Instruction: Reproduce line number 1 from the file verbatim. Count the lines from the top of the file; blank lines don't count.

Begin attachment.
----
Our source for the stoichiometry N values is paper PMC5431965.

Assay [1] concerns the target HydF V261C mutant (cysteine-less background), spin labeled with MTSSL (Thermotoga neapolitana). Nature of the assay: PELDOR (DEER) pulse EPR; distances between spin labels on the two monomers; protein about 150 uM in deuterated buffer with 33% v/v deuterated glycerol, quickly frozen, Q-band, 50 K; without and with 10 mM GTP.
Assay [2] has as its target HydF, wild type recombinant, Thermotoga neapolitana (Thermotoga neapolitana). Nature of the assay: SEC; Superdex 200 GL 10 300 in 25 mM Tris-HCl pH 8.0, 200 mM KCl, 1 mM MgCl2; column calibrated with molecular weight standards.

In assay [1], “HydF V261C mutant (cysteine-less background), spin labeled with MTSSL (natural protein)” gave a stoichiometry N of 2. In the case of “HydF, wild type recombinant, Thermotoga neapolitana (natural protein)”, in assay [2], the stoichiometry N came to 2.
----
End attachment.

Our source for the stoichiometry N values is paper PMC5431965.